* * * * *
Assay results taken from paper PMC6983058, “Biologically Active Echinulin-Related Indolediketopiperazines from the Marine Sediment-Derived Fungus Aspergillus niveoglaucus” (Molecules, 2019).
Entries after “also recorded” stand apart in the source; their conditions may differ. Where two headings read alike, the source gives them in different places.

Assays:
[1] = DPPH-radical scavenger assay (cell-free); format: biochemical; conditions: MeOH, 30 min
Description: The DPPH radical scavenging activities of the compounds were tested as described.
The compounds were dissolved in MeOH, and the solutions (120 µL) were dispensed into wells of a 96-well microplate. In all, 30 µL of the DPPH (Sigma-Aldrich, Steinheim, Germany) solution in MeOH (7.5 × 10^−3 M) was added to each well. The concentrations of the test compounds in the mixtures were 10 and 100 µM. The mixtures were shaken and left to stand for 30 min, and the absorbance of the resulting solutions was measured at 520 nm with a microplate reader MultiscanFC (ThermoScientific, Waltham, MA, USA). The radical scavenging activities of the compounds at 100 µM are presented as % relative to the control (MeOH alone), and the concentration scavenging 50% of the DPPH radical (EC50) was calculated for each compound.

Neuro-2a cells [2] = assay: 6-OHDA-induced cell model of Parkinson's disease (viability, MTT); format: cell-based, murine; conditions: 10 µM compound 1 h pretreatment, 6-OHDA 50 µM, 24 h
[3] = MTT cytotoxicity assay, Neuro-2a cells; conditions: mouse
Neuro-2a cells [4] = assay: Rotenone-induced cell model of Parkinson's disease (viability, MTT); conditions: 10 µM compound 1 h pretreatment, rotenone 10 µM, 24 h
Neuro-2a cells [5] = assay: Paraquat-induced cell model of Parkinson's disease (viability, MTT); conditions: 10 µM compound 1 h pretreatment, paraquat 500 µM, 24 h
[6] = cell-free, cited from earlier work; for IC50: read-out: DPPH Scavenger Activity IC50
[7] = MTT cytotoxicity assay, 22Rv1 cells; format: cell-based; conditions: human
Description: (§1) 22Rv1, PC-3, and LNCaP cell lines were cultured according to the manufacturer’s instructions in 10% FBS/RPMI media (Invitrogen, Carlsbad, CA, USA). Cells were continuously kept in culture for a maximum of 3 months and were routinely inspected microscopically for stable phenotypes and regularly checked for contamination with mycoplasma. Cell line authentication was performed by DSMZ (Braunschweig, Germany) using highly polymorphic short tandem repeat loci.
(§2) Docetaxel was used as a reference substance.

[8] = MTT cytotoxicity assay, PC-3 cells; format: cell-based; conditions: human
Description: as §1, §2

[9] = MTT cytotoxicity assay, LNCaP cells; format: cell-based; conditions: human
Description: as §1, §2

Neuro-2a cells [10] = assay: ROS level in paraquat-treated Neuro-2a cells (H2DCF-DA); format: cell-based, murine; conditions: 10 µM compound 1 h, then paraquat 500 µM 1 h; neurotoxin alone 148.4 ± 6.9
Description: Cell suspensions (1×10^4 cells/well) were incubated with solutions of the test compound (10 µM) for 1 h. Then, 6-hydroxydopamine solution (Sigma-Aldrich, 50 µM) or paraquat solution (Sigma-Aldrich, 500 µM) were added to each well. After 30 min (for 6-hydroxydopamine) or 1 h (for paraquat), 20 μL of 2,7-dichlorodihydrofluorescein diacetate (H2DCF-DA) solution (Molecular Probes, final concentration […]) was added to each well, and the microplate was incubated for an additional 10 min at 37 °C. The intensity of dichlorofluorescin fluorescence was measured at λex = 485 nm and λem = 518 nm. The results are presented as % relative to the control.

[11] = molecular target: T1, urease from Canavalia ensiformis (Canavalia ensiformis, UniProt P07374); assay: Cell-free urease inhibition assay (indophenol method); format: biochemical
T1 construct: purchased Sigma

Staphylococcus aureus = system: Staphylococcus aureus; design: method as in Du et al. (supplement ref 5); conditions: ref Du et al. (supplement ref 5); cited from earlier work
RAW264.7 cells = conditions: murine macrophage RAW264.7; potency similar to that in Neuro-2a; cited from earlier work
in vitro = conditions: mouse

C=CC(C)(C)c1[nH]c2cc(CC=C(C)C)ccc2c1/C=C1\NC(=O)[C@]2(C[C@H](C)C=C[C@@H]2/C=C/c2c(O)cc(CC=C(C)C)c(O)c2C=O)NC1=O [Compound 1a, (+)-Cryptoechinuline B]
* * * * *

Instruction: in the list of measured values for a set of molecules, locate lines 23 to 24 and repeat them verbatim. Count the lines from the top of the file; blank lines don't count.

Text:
Staphylococcus aureus = system: Staphylococcus aureus; design: method as in Du et al. (supplement ref 5); conditions: ref Du et al. (supplement ref 5); cited from earlier work
RAW264.7 cells = conditions: murine macrophage RAW264.7; potency similar to that in Neuro-2a; cited from earlier work